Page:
The next issue raised by appellant is whether the trial court erred in admitting identification testimony by Tracy Boyd and Sharon Fuller. Appellant's primary argument in this respect is that the photographic lineups and single subject photo showups presented to Boyd and Fuller were so suggestive as to deny him due process of law under the fourteenth amendment. Secondarily in appellant's argument, it is also suggested that he may have been denied his right to counsel in that the photo lineups and showups were not conducted in the presence of defense counsel. Both of these arguments were recently the subject of review by this Court in State v. Crawford, 99 Idaho 87, 102-04, 577 P.2d 1135, 1150-52 (1978). With regard to the question of whether a defendant has the right to have counsel present during a photographic lineup or showup, we held in Crawford, following the United States Supreme Court ruling in United States v. Ash, 413 U.S. 300, 93 S.Ct. 2568, 37 L.Ed.2d 619 (1973), that the answer is clearly no. 99 Idaho at 102, 577 P.2d at 1151. The reasoning behind that rule is as follows:

"A photographic showing, unlike a corporeal identification, is not a `trial-like adversary confrontation' between an accused and agents of the government; hence, `no possibility arises that the accused might be misled by his lack of familiarity with the law or overpowered by his professional adversary.' Moreover, even without attending the prosecution's photographic showing, defense counsel has an equal chance to prepare for trial by presenting his own photographic displays to witnesses before trial . . . . `[D]uplication by defense counsel is a safeguard that normally is not available when a formal confrontation occurs.'" Moore v. Illinois, 434 U.S. 220, 227 n. 3, 98 S.Ct. 458, 464 n. 3, 54 L.Ed.2d 424 (1977) (citations to United States v. Ash, supra, omitted); see United States v. Ash, 413 U.S. at 317-19, 93 S.Ct. at 2577-78.

Thus, Hoisington was not entitled to have counsel present at the photographic lineups and showups.

Appellant's due process argument is more substantial. In Crawford, we recognized that under Manson v. Brathwaite, 432 U.S. 98, 97 S.Ct. 2243, 53 L.Ed.2d 140 (1977), and Neil v. Biggers, 409 U.S. 188, 93 S.Ct. 375, 34 L.Ed.2d 401 (1972), "[t]he due process test for suppression of an in-court identification that is allegedly tainted by an impermissibly suggestive out-of-court identification is whether the out-of-court identification was so suggestive that there is a very substantial likelihood of misidentification." 99 Idaho at 103, 577 P.2d at 1151. Under the standards established in those cases, there will not be a "very substantial likelihood of misidentification" as long as "the identification possesses sufficient aspects of reliability." Id. As stated in Manson, "[R]eliability is the linchpin in determining the admissibility of identification testimony." 432 U.S. at 114, 97 S.Ct. at 2253. That rule applies to both in-court identification as well as evidence concerning out-of-court identifications. 432 U.S. at 106 n. 9, 97 S.Ct. at 2249 n. 9. Thus, as stated in Neil v. Biggers, 409 U.S. at 199, 93 S.Ct. at 382, the central question is "whether under `the totality of the circumstances' the identification was reliable even though the [identification] procedure was suggestive."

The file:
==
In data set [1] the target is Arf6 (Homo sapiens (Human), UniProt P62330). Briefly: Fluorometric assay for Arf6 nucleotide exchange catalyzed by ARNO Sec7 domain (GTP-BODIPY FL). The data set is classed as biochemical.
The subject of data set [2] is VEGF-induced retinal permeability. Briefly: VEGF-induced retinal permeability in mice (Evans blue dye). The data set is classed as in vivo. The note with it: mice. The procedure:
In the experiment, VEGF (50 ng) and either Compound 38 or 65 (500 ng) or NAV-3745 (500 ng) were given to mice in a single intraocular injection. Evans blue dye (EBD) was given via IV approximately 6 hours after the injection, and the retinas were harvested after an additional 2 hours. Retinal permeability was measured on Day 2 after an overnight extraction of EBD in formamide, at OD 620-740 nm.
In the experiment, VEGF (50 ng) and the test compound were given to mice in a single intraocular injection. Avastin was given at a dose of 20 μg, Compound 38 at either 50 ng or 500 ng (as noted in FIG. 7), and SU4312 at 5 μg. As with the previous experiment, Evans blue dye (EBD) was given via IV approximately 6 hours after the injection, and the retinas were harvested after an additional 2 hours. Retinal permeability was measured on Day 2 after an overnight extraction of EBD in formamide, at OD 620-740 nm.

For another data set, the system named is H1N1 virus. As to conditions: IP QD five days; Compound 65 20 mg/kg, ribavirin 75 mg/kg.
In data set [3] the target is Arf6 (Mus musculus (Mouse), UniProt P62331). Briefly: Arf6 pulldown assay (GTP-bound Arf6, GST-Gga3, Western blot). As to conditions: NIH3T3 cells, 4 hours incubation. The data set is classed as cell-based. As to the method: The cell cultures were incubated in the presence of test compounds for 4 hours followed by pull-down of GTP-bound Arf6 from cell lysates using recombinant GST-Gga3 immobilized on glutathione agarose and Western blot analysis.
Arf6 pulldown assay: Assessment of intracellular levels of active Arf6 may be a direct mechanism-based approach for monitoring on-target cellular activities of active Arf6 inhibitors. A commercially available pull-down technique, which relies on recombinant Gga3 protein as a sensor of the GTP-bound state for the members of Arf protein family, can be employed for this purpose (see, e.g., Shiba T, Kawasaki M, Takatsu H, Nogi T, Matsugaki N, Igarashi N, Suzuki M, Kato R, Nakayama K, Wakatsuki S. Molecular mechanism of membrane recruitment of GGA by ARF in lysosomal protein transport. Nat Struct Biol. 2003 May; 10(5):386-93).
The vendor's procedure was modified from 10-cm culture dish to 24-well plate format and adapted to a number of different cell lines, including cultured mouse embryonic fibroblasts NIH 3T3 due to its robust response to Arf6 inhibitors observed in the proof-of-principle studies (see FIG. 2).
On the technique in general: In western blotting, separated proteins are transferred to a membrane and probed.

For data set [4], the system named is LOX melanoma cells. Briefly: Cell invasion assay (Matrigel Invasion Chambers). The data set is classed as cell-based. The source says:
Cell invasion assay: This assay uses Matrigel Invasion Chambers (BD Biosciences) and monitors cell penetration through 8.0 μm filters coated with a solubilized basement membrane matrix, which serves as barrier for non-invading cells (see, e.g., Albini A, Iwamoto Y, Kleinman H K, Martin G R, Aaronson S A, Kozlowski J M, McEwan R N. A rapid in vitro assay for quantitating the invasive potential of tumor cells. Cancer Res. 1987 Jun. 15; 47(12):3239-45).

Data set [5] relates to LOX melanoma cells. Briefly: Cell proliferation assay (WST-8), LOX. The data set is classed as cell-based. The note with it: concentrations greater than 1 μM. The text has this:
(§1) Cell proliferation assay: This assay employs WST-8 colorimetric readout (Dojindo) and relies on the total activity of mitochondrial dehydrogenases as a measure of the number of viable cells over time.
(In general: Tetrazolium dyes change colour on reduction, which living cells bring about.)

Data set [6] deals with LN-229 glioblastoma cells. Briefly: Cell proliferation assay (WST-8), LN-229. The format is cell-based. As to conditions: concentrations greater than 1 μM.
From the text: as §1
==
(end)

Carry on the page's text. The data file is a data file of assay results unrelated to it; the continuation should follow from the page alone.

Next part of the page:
Factors to be considered under the totality of circumstances test in determining whether an identification is reliable include (1) the opportunity of the witness to view the criminal at the time of the crime, (2) the witness's degree of attention, (3) the accuracy of his prior description of the criminal, (4) the level of certainty demonstrated at the identification, and (5) the length of time between the crime and the identification. Manson v. Brathwaite, 432 U.S. at 114, 97 S.Ct. at 2253; Neil v. Biggers, 409 U.S. at 199, 93 S.Ct. at 382. If there are "aspects of reliability" evident from an evaluation of those factors which are sufficient to outweigh "the corrupting effect of the suggestive identification," then the admission of identification testimony or evidence will not violate due process. Manson v. Brathwaite, 432 U.S. at 106, 114, 97 S.Ct. at 2249, 2253.

As indicated in Neil v. Biggers, supra, these factors are drawn from the varying circumstances of the United States Supreme Court's previous opinions in this area. 409 U.S. at 196-99, 93 S.Ct. at 380-82. Thus, it does not appear that the enumerated factors were necessarily intended to be exclusive, but rather were seen to be only a required core of factors to be considered in applying the "totality of circumstances" test.

In the present case some of the identification procedures employed by the police may have been in some respects suggestive. In particular, single subject showups are inherently suspect and generally not condoned, Simmons v. United States, 390 U.S. 377, 383, 88 S.Ct. 967, 970, 19 L.Ed.2d 1247 (1968); Stovall v. Denno, 388 U.S. 293, 302, 87 S.Ct. 1967, 1972, 18 L.Ed.2d 1199 (1967); State v. Sadler, 95 Idaho 524, 529, 511 P.2d 806, 811 (1973); see Manson v. Bra Brathwaite, 432 U.S. at 109, 97 S.Ct. at 2250. Also, the danger of misidentification may increase where a witness is presented with several lineups or showups in which a single individual has a recurring presence. Simmons v. United States, supra; e.g., Foster v. California, 394 U.S. 440, 89 S.Ct. 1127, 22 L.Ed.2d 402 (1969). In the present case, the initial six-photo lineup elicited a somewhat tentative identification, at least on the part of Tracy Boyd. It was followed by the single subject showup and then a corporeal lineup of six persons including the defendant, which resulted in strong positive identification of Hoisington by both witnesses. In light of the use of the single photo showups, and the several identification procedures in which Hoisington had a recurring presence, we conclude that there is at least sufficient indicia of suggestiveness in the identification procedures to require review under the Manson-Biggers balancing test. Thus, we turn to a review of the facts of the present case in light of the Manson-Biggers test.